There was an article in the NY Times the other day about how some financially poor people are opting out of buying their medicine because they need to make choices. These are choices no one should have to make: do I eat and pay my rent this month or do I buy my medicine. I see this often in the clinic where I work. Just the other day, I was seeing a patient who came in just to have me put his medications in his pill box and to talk to me about them. When I took his blood pressure it was 190/110. For anyone who doesn't already know this, that's high. He is also a diabetic, although not on insulin. When I asked him if he'd been taking his blood pressure medications and his medications for his diabetes, he said he'd skipped them this month because he couldn't afford them. I reminded him of a pharmacy our clinic uses which gives patients many medications for only $4 but he said he couldn't afford that. He very sadly told me he's been out of work for a long time. When I asked him what he used to do (he's only 59 years old) he told me he used to work in construction. Then he said, "I send my resume out all the time but no one wants me now. I'm too old." I just listened to him and looked at his sad face, once again feeling angry and frustrated that we are a country of the haves and have nots. I reminded him to vote, got him some samples of some of his medications to last him for at least a little while, and arranged for him to meet with our eligibility worker so he didn't need to pay for that visit.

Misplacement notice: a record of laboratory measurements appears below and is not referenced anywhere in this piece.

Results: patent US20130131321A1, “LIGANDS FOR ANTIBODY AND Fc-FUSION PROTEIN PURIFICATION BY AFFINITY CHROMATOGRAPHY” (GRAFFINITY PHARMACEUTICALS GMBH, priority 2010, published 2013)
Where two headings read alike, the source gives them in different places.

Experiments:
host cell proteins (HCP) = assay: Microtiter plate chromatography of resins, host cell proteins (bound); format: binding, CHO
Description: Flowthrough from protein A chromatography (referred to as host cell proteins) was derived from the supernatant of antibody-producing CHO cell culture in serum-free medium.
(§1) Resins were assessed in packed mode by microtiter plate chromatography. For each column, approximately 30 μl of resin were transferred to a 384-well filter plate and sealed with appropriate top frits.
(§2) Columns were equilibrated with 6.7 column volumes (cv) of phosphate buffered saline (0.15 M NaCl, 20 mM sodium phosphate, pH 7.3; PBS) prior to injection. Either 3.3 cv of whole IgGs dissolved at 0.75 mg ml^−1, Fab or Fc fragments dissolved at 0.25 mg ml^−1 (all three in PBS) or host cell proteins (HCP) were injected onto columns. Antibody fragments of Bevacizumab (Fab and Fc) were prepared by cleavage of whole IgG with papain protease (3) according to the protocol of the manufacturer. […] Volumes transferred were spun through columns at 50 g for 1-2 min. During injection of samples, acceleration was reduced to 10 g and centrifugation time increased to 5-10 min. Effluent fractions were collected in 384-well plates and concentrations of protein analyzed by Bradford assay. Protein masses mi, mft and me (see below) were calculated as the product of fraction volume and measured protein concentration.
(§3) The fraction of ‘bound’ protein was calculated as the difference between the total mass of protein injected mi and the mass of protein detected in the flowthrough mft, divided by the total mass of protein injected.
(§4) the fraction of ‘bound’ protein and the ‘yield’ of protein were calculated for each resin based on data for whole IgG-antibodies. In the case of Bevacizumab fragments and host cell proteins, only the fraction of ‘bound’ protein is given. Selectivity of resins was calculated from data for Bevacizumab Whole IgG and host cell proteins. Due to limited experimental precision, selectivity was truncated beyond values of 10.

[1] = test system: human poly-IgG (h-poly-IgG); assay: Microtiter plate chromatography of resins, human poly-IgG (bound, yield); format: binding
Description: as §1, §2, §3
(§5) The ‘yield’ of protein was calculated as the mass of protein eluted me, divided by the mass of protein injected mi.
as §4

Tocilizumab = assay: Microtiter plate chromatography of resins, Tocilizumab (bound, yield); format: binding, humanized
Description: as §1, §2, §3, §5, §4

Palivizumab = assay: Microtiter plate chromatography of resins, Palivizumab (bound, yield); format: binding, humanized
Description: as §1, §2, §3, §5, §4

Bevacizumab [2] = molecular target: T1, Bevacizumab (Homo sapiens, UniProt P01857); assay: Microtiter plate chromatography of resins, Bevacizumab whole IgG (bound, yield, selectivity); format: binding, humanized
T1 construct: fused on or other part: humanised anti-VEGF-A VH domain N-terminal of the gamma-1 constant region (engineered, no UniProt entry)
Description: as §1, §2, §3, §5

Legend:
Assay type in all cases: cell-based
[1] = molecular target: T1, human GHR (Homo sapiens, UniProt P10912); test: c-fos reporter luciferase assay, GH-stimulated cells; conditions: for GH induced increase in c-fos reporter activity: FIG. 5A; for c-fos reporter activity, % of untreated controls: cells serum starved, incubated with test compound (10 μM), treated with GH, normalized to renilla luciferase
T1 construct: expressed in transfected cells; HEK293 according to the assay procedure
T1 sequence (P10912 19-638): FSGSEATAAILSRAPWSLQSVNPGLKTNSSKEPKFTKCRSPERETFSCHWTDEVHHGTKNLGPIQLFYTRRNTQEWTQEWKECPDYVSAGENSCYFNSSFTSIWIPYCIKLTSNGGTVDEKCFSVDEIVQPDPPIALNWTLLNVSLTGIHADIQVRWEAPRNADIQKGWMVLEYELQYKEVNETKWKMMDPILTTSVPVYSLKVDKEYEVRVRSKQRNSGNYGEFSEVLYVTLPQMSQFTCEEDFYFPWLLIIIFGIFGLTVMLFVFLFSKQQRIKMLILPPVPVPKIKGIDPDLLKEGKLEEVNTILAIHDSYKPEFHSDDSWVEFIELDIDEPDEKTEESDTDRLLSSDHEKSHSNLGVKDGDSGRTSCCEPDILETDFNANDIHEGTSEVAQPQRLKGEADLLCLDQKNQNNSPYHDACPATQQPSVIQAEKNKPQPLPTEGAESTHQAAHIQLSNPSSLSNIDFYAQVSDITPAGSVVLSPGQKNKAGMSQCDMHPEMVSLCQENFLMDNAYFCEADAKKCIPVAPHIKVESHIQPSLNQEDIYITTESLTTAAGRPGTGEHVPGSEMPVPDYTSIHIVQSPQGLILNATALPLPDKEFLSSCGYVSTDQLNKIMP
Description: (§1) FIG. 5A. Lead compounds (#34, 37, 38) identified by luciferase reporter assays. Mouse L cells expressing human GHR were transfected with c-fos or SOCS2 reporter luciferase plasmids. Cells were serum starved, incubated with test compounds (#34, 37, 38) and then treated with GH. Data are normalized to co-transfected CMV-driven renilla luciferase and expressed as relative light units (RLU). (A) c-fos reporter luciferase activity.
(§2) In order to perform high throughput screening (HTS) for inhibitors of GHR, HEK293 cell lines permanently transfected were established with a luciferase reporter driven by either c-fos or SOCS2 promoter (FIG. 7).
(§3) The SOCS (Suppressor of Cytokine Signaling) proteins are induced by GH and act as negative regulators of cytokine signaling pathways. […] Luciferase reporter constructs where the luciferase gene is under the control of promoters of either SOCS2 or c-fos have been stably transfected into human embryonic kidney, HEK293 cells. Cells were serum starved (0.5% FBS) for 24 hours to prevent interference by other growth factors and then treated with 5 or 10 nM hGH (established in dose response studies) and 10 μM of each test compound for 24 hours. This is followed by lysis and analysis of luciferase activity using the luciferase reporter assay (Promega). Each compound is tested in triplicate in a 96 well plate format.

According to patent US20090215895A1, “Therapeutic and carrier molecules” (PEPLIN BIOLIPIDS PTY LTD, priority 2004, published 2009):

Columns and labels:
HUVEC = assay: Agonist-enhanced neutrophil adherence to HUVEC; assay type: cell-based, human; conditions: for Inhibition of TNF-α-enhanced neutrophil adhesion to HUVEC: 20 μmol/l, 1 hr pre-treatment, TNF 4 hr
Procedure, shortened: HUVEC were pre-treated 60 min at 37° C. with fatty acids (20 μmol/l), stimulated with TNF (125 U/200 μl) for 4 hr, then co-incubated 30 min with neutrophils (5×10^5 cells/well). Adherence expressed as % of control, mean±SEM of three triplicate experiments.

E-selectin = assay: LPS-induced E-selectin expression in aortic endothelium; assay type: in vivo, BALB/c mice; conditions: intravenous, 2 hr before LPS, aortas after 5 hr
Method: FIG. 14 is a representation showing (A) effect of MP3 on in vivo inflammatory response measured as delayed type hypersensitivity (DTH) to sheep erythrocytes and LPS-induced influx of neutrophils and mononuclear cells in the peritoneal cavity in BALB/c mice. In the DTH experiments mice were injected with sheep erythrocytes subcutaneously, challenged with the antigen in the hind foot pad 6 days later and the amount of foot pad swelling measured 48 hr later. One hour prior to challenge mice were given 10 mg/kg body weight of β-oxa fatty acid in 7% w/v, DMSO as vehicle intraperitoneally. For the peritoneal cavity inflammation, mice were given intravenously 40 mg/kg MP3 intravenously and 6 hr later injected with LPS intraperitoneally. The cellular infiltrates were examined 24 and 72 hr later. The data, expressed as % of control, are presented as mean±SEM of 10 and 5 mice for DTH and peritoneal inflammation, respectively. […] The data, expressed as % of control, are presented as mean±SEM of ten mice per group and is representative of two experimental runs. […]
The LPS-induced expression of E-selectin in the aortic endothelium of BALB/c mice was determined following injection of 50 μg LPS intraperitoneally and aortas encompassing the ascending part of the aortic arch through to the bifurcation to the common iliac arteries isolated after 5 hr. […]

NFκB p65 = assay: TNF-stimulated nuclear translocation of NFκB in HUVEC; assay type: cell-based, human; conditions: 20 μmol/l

On Not Journaling + The Young Pope
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